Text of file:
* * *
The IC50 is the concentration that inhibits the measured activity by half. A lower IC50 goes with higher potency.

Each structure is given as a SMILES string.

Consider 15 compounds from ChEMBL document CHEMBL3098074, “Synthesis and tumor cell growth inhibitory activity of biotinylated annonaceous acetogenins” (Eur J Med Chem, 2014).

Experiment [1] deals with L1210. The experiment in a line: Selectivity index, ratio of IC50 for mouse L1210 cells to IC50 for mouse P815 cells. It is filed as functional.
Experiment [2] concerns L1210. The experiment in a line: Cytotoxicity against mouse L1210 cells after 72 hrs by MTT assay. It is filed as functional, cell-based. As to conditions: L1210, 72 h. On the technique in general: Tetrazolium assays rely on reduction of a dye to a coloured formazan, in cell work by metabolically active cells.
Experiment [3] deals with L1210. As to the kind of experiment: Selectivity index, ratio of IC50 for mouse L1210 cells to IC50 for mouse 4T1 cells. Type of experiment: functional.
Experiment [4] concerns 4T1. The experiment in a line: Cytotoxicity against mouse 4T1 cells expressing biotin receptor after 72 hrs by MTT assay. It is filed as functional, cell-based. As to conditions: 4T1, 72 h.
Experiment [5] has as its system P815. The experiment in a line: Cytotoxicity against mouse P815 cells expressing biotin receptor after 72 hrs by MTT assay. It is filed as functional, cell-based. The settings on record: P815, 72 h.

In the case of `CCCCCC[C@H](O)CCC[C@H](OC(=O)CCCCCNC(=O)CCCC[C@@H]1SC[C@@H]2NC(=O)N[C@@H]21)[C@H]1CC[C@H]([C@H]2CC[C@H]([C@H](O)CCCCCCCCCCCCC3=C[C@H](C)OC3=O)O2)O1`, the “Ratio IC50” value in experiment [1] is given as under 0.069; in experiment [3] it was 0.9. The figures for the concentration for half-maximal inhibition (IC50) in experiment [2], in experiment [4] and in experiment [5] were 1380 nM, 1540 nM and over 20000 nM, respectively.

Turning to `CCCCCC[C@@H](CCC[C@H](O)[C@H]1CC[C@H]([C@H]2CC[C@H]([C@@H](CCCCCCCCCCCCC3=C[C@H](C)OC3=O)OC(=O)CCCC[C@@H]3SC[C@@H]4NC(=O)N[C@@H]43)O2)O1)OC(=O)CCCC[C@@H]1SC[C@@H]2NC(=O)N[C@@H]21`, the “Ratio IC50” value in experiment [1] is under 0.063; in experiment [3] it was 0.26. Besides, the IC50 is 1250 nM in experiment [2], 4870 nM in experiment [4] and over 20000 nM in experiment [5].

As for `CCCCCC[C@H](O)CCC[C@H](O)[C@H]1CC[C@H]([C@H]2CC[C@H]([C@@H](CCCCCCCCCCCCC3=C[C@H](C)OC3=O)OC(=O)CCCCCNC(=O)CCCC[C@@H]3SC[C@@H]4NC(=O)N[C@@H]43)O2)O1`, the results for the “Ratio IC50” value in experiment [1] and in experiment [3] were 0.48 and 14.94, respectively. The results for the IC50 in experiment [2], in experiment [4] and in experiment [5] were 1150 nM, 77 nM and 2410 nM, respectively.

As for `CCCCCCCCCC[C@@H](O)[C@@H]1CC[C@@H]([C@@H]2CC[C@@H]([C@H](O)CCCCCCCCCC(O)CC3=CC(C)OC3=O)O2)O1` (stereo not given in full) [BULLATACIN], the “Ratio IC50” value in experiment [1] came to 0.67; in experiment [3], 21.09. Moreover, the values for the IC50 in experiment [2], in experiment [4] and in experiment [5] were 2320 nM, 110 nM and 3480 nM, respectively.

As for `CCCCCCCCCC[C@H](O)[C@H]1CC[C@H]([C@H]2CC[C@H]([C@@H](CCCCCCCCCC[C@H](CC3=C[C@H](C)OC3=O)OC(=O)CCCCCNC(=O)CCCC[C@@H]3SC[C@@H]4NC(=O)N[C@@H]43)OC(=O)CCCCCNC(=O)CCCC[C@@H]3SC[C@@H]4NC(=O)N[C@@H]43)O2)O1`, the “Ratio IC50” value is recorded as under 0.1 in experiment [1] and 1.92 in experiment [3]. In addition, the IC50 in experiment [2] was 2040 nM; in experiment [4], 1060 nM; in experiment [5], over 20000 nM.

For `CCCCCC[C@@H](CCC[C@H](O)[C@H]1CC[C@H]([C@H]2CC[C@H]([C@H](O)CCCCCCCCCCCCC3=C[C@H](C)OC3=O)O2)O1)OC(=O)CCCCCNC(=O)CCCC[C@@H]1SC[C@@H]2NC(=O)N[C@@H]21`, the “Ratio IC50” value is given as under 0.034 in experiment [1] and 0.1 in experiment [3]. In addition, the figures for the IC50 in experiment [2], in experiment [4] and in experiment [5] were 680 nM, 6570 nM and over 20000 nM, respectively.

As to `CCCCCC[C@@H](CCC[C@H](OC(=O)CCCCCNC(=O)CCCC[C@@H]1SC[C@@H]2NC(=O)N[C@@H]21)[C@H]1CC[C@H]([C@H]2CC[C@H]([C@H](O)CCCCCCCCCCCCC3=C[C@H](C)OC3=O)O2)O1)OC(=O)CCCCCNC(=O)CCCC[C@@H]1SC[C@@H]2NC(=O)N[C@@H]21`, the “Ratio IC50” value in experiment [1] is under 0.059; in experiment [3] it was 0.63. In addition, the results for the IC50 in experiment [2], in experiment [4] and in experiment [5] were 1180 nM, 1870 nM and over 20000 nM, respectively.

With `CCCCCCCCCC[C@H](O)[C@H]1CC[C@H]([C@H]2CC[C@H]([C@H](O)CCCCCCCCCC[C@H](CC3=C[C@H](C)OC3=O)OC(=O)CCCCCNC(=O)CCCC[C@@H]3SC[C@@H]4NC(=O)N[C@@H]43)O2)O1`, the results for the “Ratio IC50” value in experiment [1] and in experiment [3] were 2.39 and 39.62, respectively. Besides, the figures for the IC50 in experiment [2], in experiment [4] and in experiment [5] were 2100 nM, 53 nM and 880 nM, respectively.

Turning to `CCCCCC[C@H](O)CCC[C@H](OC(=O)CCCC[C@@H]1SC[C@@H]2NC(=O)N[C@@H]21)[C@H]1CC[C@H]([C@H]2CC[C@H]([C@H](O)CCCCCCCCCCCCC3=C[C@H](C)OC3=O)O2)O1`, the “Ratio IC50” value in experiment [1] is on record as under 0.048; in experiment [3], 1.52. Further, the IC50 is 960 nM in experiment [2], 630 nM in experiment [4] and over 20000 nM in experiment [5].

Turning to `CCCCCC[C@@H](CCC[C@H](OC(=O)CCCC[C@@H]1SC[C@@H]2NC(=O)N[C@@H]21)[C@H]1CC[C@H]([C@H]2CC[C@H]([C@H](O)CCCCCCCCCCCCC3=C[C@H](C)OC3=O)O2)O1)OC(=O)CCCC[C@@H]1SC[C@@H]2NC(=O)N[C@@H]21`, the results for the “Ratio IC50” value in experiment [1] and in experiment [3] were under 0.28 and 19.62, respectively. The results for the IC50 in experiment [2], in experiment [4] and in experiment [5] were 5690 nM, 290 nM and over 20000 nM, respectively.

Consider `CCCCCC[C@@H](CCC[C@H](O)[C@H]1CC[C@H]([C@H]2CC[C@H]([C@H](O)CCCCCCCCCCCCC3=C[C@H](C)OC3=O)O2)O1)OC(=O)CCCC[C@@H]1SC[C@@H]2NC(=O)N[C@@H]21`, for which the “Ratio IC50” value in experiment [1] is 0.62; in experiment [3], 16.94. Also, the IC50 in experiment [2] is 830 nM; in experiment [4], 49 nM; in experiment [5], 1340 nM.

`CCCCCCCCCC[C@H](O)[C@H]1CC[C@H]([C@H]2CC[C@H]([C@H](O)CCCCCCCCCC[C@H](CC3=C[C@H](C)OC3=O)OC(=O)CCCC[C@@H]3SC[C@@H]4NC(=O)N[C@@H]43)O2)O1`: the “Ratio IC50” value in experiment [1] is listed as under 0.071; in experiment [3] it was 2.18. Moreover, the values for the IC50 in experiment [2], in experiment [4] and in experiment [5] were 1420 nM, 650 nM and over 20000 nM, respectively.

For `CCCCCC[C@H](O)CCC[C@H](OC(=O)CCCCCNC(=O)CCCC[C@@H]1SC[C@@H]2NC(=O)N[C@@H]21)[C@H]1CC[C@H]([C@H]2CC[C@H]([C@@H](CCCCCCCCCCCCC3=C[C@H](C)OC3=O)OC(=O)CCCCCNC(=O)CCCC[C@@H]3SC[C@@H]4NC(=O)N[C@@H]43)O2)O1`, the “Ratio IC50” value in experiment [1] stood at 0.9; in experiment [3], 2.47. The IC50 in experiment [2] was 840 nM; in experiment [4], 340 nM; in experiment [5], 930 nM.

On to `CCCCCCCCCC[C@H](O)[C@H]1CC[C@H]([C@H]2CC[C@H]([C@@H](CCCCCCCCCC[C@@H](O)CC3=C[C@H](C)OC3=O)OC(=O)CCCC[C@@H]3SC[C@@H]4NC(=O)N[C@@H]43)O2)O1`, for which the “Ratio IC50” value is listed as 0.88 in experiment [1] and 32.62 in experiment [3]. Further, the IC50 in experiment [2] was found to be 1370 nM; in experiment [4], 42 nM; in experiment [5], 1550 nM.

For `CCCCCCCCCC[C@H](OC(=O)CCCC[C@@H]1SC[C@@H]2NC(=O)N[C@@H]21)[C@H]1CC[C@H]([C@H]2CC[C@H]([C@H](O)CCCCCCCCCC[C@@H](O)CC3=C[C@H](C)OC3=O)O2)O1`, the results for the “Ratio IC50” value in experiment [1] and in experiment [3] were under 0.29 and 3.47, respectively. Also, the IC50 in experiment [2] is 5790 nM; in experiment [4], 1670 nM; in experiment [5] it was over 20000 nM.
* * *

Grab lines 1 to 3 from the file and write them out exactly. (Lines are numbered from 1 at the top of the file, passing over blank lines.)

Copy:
The IC50 is the concentration that inhibits the measured activity by half. A lower IC50 goes with higher potency.

Each structure is given as a SMILES string.

Consider 15 compounds from ChEMBL document CHEMBL3098074, “Synthesis and tumor cell growth inhibitory activity of biotinylated annonaceous acetogenins” (Eur J Med Chem, 2014).